by Justin Brady
Over the last several years there has been a surge of new theatre companies trying to put their own unique stamp on Indianapolis. Some last, but many don't. NoExit Performance has been surging ahead of the pack over the last several years through pushing the boundaries of what theatre goers expect. Audiences have proven willing to partake in the adventure following the young company around the IMA gardens, venturing to a rare night out in Lafayette Square for shows at Big Car Service Center, and most recently bringing an original adaptation of a beloved (and spooky) short story to the perfectly fitting Irvington Lodge. Next up, No Exit will be premiering Indianapolis writer David Hoppe's Our Experiences During The First Day's of Alligators at Garfield Park.
Leading the tribe of young innovators since 2009 has been Georgeanna Smith, Executive Artistic Director. Since graduating from Butler University's theatre program in 2007, Georgeanna has figured out how to keep busy doing what she loves in Indianapolis. She works part-time at The Children's Museum as an actor/interpreter, teaches at Young Actors Theatre, and a principal dancer with Pur the Company. Meanwhile, in addition to NoExit she can be seen acting and directing productions with Acting Up Productions, Eclectic Pond, Arden Theatre Union, The Lilly Theatre, among others.
Georgeanna answered my questions about No Exit's role in Indianapolis theatre scene, working with David Hoppe, and her dream cast of a favorite movie remade with local actors.
Sky Blue Window: What role does No Exit fill in Indianapolis theatre scene?
Georgeanna Smith: I think of us a contemporary performance group. Sometimes I hear the term "avantgarde" attached to us. We are the only theatre in town that works site specifically. We are the only theatre in town that specializes in deconstructing work. When we work site specifically, our focus is not just telling the story, it's the whole experience for the audience. They enter an environment, an entire world. When we deconstruct pieces, we try to breathe new life into something people have seen or read before by telling untold tales or from different perspectives.
We have a great relationship with the other theatres in town, and I think we all fill our own niches. NoExit likes to mess with classics. We like to work in non-traditional spaces (we have produced shows at Crown Hill Cemetery, the grounds of the Lilly House at the IMA, the Morris Butler House, the Murphy Building, to name a few.) Several of us are graduates of Butler, where there is a very big international influence in the theatre department, and I think that carries into our work. All of our company members come from very diverse backgrounds artistically. One is a sculptor, one's a dancer, one studied Environmental Science, and the list goes on. We try to bring our different backgrounds and skills to our work.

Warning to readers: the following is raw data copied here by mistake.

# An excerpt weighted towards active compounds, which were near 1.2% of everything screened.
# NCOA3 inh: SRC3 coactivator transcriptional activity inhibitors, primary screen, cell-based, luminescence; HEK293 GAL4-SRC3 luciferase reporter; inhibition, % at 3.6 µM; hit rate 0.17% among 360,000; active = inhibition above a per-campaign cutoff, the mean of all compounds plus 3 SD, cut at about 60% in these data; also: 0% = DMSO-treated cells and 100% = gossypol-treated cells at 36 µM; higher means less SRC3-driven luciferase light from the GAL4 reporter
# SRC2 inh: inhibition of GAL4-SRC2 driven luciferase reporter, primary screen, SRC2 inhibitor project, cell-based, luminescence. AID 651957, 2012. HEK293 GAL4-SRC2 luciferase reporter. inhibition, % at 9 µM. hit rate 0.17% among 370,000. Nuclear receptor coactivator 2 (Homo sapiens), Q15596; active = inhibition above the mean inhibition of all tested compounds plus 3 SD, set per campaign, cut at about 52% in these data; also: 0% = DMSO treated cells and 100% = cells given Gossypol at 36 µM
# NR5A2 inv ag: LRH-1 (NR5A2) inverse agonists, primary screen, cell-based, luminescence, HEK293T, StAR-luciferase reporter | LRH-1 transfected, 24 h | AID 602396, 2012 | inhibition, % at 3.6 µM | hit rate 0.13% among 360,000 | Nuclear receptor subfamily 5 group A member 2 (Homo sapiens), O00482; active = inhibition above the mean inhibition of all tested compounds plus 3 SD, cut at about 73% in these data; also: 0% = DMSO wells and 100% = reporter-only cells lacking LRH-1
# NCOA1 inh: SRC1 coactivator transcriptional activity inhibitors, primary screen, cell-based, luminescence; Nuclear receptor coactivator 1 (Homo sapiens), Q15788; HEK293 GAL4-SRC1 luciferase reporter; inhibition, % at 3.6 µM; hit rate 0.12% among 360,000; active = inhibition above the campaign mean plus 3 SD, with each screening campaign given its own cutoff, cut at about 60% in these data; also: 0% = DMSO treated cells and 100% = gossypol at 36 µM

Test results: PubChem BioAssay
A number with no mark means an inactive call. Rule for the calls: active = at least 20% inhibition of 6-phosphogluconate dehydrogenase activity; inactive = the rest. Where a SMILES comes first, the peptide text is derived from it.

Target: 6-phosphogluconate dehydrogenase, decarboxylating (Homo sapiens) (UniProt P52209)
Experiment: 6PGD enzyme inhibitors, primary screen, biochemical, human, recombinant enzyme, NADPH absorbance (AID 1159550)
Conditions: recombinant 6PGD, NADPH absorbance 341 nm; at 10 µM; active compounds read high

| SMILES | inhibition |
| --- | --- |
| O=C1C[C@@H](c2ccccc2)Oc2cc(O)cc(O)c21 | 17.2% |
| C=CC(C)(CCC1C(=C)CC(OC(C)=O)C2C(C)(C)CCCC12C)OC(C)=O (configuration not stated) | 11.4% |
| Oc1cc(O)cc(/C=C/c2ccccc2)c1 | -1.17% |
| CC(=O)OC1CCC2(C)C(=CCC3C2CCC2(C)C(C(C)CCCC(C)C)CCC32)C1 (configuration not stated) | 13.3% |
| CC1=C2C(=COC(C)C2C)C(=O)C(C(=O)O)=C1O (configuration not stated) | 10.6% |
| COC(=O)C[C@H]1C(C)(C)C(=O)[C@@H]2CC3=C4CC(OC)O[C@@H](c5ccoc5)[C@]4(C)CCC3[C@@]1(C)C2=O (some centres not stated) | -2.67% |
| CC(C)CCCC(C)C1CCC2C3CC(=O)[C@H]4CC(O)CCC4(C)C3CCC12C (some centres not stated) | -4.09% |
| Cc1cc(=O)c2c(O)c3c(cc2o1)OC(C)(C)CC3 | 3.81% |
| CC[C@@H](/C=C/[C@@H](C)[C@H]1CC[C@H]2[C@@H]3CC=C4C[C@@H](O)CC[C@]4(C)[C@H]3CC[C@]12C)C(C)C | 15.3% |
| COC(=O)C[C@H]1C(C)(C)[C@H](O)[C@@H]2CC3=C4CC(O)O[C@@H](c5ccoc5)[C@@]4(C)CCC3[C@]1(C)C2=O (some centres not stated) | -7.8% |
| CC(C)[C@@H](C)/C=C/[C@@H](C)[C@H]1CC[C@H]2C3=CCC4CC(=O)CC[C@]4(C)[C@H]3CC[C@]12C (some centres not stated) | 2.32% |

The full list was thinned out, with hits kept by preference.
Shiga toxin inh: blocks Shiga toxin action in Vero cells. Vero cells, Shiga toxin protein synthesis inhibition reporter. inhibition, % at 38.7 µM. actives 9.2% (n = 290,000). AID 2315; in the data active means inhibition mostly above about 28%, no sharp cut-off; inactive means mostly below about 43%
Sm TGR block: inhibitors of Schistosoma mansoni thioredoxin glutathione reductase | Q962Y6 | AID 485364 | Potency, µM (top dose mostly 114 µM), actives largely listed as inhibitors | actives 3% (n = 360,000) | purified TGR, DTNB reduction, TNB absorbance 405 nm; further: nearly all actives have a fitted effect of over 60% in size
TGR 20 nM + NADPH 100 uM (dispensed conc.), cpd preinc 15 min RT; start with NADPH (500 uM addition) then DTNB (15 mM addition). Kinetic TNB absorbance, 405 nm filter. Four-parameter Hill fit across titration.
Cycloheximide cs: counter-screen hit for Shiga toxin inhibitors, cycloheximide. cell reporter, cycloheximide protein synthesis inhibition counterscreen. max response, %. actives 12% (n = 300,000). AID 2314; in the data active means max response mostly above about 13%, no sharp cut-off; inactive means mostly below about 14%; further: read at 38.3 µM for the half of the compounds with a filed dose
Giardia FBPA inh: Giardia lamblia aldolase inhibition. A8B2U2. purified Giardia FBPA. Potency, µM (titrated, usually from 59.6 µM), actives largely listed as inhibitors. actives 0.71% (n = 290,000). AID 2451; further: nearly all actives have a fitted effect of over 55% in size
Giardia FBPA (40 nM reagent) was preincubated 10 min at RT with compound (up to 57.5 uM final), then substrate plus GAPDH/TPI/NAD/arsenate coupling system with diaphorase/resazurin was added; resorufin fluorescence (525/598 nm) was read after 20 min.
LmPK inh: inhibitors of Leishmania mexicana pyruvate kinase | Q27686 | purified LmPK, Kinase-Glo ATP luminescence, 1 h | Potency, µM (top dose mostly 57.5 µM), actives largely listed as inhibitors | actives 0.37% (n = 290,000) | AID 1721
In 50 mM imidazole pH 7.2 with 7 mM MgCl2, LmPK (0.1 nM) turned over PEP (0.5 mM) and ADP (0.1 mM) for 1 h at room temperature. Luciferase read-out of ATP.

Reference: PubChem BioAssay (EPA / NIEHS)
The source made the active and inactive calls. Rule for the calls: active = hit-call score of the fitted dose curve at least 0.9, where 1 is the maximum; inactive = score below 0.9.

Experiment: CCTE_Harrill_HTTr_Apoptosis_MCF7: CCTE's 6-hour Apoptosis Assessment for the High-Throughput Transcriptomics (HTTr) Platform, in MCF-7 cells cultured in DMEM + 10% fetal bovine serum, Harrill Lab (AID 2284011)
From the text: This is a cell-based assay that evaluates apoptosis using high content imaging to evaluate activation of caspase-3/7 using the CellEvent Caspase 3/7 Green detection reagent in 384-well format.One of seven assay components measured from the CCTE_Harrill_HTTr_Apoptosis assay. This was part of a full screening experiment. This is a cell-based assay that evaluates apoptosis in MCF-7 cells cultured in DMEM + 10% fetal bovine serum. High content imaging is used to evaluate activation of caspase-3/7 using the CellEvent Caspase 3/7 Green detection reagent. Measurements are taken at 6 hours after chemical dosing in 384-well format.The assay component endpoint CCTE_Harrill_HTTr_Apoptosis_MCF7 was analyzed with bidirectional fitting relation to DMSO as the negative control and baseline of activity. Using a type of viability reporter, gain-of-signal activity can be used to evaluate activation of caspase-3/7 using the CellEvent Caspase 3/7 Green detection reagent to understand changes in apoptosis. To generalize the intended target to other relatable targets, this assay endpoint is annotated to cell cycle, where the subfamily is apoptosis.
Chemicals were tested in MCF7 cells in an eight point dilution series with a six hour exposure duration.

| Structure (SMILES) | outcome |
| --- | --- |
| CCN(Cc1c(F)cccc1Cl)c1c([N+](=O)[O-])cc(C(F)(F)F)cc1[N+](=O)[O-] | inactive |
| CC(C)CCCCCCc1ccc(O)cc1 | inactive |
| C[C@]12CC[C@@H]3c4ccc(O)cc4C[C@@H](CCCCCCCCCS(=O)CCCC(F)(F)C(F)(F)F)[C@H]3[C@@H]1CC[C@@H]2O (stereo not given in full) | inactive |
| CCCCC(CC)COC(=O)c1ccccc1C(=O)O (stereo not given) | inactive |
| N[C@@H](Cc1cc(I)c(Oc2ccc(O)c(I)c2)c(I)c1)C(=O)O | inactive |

SBW: Your next show is a new play written by David Hoppe (that you are directing). How did you come about working on the show with David?
GS: David has been a great supporter of my work since my college years. His wife, Melli Hoppe, was a professor of mine at Butler, and I worked with her regularly in Susurrus performances post graduation. David was one of the first (if not THE first) member of the media to cover NoExit. He always is in the audience of our work and he and Melli both have been great friends and sounding boards for the entire company. I really feel like the Hoppes helped usher NoExit to the next level. When he approached us about a new show of his, it was a no brainer that we had to do it. I really respect and admire his work. I think his use of language is so vivid. I was honored he wanted me to be apart of bringing the piece to life.
SBW: Tell us a little bit about the show and what audiences can expect?
GS: The show is site specific. We are really excited to be working at Garfield Park. The piece was inspired by a dream, and I want to create a dream like, blurry atmosphere for the audience. It centers around three main characters in a small Midwestern town that has been over run with alligators. It's a piece about the manifestations of fear, about being adrift, about the human condition.
SBW: NoExit does original works but also takes on classics in bold new ways. What plays into your choice of work?
GS: Nothing is really off limits for us. We like to do newer, off the beaten path type shows, but we love to do classics. We look for stories that have something underneath them. When I directed "Antigone" (2008, 2012) I thought that the story of the dead brothers was a compelling piece of the puzzle, so I kept them on stage the whole time, even though they are dead at the start of the show. I grew up on "The Nutcracker," and I was struck by how totally creepy the actual story was (if you don't think so, google the origin story. Terrifying.), so when I directed it (2011, 2012) I wanted to bring out the unsettling nature. We look for things that whisper something deeper to us. Something we can play with.
SBW: Final question: If you could recast the leads of any movie with local actors - what movie would you choose and who would you cast?
GS: I would do Newsies. Ben Asaykwe would obviously be Jack. I think Constance Macy would be a great Ann Margaret. Then I'd round up Sam Fain as Spot, Matt Goodrich as Kid Blink, Scott Russell as Bill Pullman, Chuck Goad as Pulitzer, Lisa Ermel as the token girl in the movie (sarah?), Ryan Mullins as Crutchy, and Scot Greenwell as one of the Scabbers. If you don't know what I'm talking about, you better rent it right now. It changed my 11-year-old life.
Our Experiences During the First Days of Alligators
World Premiere by David Hoppe
May 2-4, 9-11, 16 and 17
2505 Conservatory Dr
For tickets, visit www.noexitperformance.org